Ratchet & Clank: Rift Apart Review
Ratchet and Clank haven’t had much to do for a while — something that their latest adventure Ratchet & Clank: Rift Apart pokes fun at in its opening scenes. The 2016 remake aside, Insomniac Games’ famed duo haven’t taken on a big hero gig in almost a decade. However, the pair quickly prove that they haven’t lost a step whilst stumbling into this dimension-hopping, all action, adventure for PlayStation 5.
And what an adventure it is. As much a new beginning as it is a continuation of the Ratchet & Clank story, Rift Apart subtly manages somewhat of a soft reboot for the series in a really inventive way. So whether you’re a long-time fan or a complete newcomer, everyone can enjoy the game's approximately 15-hour ride. I suppose being able to play with the timeline is a huge benefit of having an inter-dimensional “MacGuffin” at the heart of your story.
Said “MacGuffin” is The Dimensionator — a device with the power to open up rifts to other dimensions that has featured in previous Ratchet & Clank games. It’s also something that perennial villain Dr. Nefarious is all too happy to take off your hands. What ensues is a very typical alternative dimension story with many of the ‘same-but-different’ mirrored universe tropes you might expect. It’s simple, for sure, and handled with the good humour and style the series is known for but there’s still room for some surprising depth and genuine character moments here too. Plus, a few missteps aside, I found it to be really well paced.
This is especially important early on as we're quickly introduced to Rivet — a new playable character. Like Ratchet, Rivet is a Lombax (quite the rarity) and she’s also a bit of a hero. The similarities don’t end there. In fact, they don’t really end. Rivet and Ratchet both play identically. Whilst a touch disappointing, it arguably makes for a more cohesive game overall. Especially when you consider that switching between the two Lombaxes happens fairly often, increasingly so towards the end of the game. The pair both have a melee attack — Ratchet with his OmniWrench and Rivet with her hammer — and both have access to the same pool of weapons, upgrades, armour and other cosmetic items with progression shared between the pair. There’s even a nice throwaway line from weapons vendor Mrs. Zurkon to tie this in too.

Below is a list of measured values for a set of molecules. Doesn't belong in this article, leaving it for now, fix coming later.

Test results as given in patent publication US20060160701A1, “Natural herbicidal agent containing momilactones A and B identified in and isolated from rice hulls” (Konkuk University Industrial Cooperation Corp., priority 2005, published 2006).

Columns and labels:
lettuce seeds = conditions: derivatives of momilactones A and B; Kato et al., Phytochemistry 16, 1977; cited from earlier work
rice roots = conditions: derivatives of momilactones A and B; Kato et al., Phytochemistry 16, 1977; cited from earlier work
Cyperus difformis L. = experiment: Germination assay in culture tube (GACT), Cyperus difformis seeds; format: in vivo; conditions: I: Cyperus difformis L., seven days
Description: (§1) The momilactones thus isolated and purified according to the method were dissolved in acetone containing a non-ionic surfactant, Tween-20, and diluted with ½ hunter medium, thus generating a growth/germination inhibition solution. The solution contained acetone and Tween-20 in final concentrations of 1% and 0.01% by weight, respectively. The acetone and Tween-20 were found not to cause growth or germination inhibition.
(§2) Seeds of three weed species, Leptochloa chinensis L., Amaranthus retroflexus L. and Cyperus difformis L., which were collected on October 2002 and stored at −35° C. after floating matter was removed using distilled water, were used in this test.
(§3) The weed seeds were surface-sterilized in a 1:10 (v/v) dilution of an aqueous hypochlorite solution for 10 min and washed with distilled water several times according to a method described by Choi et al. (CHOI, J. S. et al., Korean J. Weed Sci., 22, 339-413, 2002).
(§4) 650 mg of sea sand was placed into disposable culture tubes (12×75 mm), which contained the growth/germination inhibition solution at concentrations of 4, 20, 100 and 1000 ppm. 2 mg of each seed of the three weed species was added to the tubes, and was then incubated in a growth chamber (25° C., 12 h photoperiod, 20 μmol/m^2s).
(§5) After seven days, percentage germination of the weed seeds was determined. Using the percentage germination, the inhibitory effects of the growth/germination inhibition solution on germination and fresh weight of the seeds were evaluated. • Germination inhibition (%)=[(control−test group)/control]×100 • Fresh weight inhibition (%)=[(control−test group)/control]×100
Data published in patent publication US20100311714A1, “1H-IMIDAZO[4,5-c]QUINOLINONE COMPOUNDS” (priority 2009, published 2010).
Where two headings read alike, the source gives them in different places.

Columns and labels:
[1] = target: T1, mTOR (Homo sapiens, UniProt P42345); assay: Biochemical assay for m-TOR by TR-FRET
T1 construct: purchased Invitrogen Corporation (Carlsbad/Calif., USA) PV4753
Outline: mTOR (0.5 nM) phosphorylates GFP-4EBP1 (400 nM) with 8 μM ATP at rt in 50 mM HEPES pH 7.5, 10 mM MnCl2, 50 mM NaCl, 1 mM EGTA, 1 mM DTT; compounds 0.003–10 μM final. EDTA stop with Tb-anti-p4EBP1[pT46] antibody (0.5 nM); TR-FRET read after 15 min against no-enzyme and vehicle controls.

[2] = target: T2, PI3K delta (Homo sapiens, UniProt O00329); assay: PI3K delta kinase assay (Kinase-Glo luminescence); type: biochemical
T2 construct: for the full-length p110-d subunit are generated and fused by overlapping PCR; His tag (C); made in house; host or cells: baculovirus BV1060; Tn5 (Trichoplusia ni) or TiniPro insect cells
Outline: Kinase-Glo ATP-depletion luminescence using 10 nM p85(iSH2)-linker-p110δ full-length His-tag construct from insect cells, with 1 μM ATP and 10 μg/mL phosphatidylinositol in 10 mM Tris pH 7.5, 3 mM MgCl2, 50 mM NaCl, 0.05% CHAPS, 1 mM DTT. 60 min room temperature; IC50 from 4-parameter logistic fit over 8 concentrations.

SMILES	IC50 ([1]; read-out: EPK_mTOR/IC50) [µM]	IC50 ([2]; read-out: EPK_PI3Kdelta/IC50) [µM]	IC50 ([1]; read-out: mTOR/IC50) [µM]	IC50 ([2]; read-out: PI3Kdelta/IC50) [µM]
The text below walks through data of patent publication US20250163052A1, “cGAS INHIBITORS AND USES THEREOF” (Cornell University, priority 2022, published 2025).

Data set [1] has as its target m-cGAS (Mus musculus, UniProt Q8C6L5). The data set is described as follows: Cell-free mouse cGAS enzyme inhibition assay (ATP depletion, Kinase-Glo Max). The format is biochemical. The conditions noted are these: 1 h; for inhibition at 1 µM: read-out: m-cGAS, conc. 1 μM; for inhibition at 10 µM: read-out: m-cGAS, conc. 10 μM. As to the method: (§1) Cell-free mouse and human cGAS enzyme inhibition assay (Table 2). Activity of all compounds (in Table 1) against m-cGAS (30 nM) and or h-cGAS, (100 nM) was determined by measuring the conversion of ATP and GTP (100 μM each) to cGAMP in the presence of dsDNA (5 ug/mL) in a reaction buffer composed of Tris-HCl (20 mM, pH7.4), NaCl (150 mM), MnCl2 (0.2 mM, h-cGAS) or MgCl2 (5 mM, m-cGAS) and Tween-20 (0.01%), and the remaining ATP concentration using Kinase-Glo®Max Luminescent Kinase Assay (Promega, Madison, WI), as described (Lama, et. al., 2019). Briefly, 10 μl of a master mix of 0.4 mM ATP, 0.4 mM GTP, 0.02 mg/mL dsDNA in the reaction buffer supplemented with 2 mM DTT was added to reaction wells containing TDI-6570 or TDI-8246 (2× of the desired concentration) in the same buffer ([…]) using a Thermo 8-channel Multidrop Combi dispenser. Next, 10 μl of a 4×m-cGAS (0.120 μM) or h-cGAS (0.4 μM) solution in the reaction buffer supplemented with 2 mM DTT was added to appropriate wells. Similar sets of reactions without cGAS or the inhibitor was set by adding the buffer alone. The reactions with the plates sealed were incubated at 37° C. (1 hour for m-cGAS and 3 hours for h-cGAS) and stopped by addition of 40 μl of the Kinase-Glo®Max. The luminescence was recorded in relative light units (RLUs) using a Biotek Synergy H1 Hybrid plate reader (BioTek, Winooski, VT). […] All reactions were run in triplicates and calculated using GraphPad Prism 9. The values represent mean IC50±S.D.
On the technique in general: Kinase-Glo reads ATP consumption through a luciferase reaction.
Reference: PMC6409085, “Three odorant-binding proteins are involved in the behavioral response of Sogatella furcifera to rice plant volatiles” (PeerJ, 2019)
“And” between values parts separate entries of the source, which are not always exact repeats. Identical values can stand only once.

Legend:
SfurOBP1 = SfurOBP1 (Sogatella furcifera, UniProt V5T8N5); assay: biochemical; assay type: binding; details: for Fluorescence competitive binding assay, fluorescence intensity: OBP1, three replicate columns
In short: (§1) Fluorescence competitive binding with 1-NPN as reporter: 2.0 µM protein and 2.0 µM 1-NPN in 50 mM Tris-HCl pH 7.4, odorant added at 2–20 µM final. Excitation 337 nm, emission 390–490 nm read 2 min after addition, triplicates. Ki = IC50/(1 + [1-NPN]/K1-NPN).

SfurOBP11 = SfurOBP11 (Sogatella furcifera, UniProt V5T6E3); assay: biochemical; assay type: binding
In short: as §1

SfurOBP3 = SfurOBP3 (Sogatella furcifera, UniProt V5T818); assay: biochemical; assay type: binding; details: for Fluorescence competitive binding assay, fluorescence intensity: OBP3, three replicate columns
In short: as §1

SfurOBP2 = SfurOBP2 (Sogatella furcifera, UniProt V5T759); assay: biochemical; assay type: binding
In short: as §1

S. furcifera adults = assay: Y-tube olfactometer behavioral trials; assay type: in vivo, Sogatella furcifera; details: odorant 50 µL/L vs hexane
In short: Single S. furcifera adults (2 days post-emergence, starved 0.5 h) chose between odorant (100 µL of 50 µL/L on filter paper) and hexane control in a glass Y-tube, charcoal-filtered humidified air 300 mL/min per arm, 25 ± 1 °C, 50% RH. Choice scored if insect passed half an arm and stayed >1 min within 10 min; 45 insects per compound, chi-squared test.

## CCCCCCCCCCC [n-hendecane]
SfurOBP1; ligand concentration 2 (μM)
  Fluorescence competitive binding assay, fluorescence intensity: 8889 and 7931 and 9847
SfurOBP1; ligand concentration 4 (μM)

A member of the resistance in her home dimension, it’s through Rivet and an accidental team-up with Clank that the bulk of the story comes together. The separation of our core pairing allows for some nice character moments and, again, provides a steady foundation to build a story that can be followed by everyone. All of this happens incredibly quickly, so it’s not long until Rift Apart falls into the standard Ratchet & Clank pattern of land on a planet (either as Rivet or Ratchet depending on the scenario), complete the objective and move on. Whilst it doesn’t reinvent the series in any way, it's a simple but effective blueprint and each planet is varied enough that the formula never really gets stale.
The same can be said for enemy encounters. Enemies will swarm at you thick and fast and the amount of enemies that can pile onto the screen at once can be particularly impressive. The hail of bullets and bolts results in shootouts feeling even more lively and chaotic than they already are. And whilst these do alter from area to area, there is a touch of the formulaic about them: Take out a few large waves of enemies before a bigger, tougher, sub-boss eventually appears. They’re not all like that, but the pattern did become a little tired after a while. However, there is one big change that adds an extra dimension (sorry!) to combat — rifts.
Featuring heavily in the story, rifts can also appear during combat to give Ratchet or Rivet an advantage. Using a Rift Tether, either Lombax can latch onto a nearby glowing yellow rift and essentially pull it towards them. A quick press of L1 achieves this and the effect is astonishing. First and foremost, it’s an incredible technical feat on the side of the PlayStation 5 to be able to load in assets and alternative views of levels so quickly. From a gameplay standpoint, it can alter the angle you’re fighting from to flank enemies or get you out of danger in a hurry. And whilst they’re particularly well done during some of the larger boss fights, I wish that we got to see some more variety in them or have them appear in more scenarios. Outside of combat, rifts will often pop up during perilous platforming sequences which may actually be where they’re best implemented. Flying through a rift to find yourself seemingly on the other side of a level is kind of mind-blowing and definitely emphasises the sheer scale of Rift Apart’s planets.